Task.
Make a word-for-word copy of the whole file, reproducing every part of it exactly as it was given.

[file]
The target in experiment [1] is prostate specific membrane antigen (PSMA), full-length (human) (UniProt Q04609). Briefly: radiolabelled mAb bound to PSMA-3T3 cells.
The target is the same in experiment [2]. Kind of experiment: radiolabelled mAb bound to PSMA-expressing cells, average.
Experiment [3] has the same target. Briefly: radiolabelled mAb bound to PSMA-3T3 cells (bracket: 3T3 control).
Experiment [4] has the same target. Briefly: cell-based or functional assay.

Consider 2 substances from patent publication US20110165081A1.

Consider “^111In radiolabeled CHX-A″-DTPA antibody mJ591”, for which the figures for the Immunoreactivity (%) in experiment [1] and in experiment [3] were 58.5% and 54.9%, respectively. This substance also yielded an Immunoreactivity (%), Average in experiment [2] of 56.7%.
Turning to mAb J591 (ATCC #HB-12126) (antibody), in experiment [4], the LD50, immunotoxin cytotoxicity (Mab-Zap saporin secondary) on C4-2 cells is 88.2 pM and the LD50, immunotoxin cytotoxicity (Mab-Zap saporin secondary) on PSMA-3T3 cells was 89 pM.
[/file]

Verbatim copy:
The target in experiment [1] is prostate specific membrane antigen (PSMA), full-length (human) (UniProt Q04609). Briefly: radiolabelled mAb bound to PSMA-3T3 cells.
The target is the same in experiment [2]. Kind of experiment: radiolabelled mAb bound to PSMA-expressing cells, average.
Experiment [3] has the same target. Briefly: radiolabelled mAb bound to PSMA-3T3 cells (bracket: 3T3 control).
Experiment [4] has the same target. Briefly: cell-based or functional assay.

Consider 2 substances from patent publication US20110165081A1.

Consider “^111In radiolabeled CHX-A″-DTPA antibody mJ591”, for which the figures for the Immunoreactivity (%) in experiment [1] and in experiment [3] were 58.5% and 54.9%, respectively. This substance also yielded an Immunoreactivity (%), Average in experiment [2] of 56.7%.
Turning to mAb J591 (ATCC #HB-12126) (antibody), in experiment [4], the LD50, immunotoxin cytotoxicity (Mab-Zap saporin secondary) on C4-2 cells is 88.2 pM and the LD50, immunotoxin cytotoxicity (Mab-Zap saporin secondary) on PSMA-3T3 cells was 89 pM.